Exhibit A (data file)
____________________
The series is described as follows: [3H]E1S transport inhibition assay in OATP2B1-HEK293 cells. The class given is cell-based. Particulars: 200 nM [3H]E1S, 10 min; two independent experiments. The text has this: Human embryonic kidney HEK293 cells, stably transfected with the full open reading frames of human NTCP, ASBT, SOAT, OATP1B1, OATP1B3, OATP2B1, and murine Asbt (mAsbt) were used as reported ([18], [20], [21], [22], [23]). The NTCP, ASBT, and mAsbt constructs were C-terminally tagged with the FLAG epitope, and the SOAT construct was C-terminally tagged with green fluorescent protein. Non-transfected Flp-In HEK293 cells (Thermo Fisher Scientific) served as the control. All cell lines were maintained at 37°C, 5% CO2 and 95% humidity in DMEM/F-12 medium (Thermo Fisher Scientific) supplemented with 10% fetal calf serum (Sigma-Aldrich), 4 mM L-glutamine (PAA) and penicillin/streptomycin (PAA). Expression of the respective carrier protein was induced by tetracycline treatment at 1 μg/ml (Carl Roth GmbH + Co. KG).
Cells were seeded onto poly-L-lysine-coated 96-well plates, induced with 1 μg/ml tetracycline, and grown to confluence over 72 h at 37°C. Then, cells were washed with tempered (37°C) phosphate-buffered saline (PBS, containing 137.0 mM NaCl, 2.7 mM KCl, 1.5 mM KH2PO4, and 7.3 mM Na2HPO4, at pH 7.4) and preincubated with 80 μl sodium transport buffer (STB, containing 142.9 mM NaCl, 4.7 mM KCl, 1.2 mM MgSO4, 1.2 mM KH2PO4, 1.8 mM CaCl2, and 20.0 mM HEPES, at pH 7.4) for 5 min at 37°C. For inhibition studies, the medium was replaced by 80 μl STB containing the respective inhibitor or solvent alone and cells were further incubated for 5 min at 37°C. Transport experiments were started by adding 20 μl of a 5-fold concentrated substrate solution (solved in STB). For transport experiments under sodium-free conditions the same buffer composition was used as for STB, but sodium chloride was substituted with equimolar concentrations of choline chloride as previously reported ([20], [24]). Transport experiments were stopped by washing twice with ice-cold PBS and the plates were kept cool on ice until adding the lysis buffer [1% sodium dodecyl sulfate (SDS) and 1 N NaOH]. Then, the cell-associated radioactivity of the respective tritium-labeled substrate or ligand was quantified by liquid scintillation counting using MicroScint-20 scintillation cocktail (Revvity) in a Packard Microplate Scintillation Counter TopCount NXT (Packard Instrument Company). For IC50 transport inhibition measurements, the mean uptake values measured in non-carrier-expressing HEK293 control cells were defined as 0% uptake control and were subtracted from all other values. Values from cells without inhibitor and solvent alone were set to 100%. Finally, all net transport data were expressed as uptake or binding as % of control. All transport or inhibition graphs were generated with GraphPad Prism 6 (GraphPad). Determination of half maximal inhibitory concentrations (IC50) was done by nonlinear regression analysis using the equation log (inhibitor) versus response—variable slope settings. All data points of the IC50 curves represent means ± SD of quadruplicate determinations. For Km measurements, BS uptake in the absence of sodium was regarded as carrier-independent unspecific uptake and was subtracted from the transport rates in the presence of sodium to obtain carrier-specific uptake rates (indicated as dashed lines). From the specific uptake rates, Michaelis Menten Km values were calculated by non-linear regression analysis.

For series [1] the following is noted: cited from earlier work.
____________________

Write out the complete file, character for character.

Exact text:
The series is described as follows: [3H]E1S transport inhibition assay in OATP2B1-HEK293 cells. The class given is cell-based. Particulars: 200 nM [3H]E1S, 10 min; two independent experiments. The text has this: Human embryonic kidney HEK293 cells, stably transfected with the full open reading frames of human NTCP, ASBT, SOAT, OATP1B1, OATP1B3, OATP2B1, and murine Asbt (mAsbt) were used as reported ([18], [20], [21], [22], [23]). The NTCP, ASBT, and mAsbt constructs were C-terminally tagged with the FLAG epitope, and the SOAT construct was C-terminally tagged with green fluorescent protein. Non-transfected Flp-In HEK293 cells (Thermo Fisher Scientific) served as the control. All cell lines were maintained at 37°C, 5% CO2 and 95% humidity in DMEM/F-12 medium (Thermo Fisher Scientific) supplemented with 10% fetal calf serum (Sigma-Aldrich), 4 mM L-glutamine (PAA) and penicillin/streptomycin (PAA). Expression of the respective carrier protein was induced by tetracycline treatment at 1 μg/ml (Carl Roth GmbH + Co. KG).
Cells were seeded onto poly-L-lysine-coated 96-well plates, induced with 1 μg/ml tetracycline, and grown to confluence over 72 h at 37°C. Then, cells were washed with tempered (37°C) phosphate-buffered saline (PBS, containing 137.0 mM NaCl, 2.7 mM KCl, 1.5 mM KH2PO4, and 7.3 mM Na2HPO4, at pH 7.4) and preincubated with 80 μl sodium transport buffer (STB, containing 142.9 mM NaCl, 4.7 mM KCl, 1.2 mM MgSO4, 1.2 mM KH2PO4, 1.8 mM CaCl2, and 20.0 mM HEPES, at pH 7.4) for 5 min at 37°C. For inhibition studies, the medium was replaced by 80 μl STB containing the respective inhibitor or solvent alone and cells were further incubated for 5 min at 37°C. Transport experiments were started by adding 20 μl of a 5-fold concentrated substrate solution (solved in STB). For transport experiments under sodium-free conditions the same buffer composition was used as for STB, but sodium chloride was substituted with equimolar concentrations of choline chloride as previously reported ([20], [24]). Transport experiments were stopped by washing twice with ice-cold PBS and the plates were kept cool on ice until adding the lysis buffer [1% sodium dodecyl sulfate (SDS) and 1 N NaOH]. Then, the cell-associated radioactivity of the respective tritium-labeled substrate or ligand was quantified by liquid scintillation counting using MicroScint-20 scintillation cocktail (Revvity) in a Packard Microplate Scintillation Counter TopCount NXT (Packard Instrument Company). For IC50 transport inhibition measurements, the mean uptake values measured in non-carrier-expressing HEK293 control cells were defined as 0% uptake control and were subtracted from all other values. Values from cells without inhibitor and solvent alone were set to 100%. Finally, all net transport data were expressed as uptake or binding as % of control. All transport or inhibition graphs were generated with GraphPad Prism 6 (GraphPad). Determination of half maximal inhibitory concentrations (IC50) was done by nonlinear regression analysis using the equation log (inhibitor) versus response—variable slope settings. All data points of the IC50 curves represent means ± SD of quadruplicate determinations. For Km measurements, BS uptake in the absence of sodium was regarded as carrier-independent unspecific uptake and was subtracted from the transport rates in the presence of sodium to obtain carrier-specific uptake rates (indicated as dashed lines). From the specific uptake rates, Michaelis Menten Km values were calculated by non-linear regression analysis.

For series [1] the following is noted: cited from earlier work.